Delta 3
Launch vehicle Delta 3
Launch site Cape Canaveral Air Station, Florida, USA
Date/Time 1998-08-27 01:17
Description Main engine failure
Cause Control system
Payload Galaxy 10 (communications satellite)
Desired orbit Geostationary transfer orbit

 
An "oscillating roll" and possibly a resulting overreaction of the rocket's steering system are the most likely cause for the failure of Boeing's first Delta 3.

"It is pretty clear the failure is related to our control system," said Clarence Quan, Boeing investigation leader.

The guidance computer seems to have overcompensated for the roll for unknown reasons, sending commands to steer the Delta 3's main engine, control jets and three of its nine solid rocket boosters. That heavy manoeuvring soon caused the steering system to run out of hydraulic fluid.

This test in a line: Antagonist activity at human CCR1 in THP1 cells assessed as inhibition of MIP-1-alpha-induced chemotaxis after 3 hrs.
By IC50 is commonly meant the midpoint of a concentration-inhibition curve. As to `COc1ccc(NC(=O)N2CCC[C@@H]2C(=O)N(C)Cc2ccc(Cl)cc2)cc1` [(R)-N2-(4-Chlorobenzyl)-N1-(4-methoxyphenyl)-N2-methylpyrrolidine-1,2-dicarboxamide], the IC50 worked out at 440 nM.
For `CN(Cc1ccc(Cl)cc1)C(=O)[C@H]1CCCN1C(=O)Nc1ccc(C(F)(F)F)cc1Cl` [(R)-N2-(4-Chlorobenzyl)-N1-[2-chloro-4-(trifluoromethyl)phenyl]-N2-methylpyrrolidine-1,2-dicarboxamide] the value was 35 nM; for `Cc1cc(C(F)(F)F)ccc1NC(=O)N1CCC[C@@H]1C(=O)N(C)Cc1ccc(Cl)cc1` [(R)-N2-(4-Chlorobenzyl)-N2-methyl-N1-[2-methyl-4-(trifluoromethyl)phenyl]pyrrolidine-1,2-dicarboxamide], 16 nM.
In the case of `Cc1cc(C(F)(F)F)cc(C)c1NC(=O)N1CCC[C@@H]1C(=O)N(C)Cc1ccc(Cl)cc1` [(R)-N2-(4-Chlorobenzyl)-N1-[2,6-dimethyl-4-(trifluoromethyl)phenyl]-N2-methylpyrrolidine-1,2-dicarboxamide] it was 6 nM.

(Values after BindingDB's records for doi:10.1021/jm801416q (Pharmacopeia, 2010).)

From that point onwards, the inevitable happened: the rocket swung 35 degrees to the right and was ripped apart by aerodynamic forces, which in turn triggered its automatic destruct system. In addition, U.S. Air Force range safety officers sent destruct signals to the rocket seconds after the explosion.

There were some doubts whether all those destruct mechanisms did really work. A large object was observed exploding into an bright orange mushroom cloud. Investigators said it was actually the satellite Galaxy X, particularly its onboard propellants, that produced the fireworks.

Launch failures chronology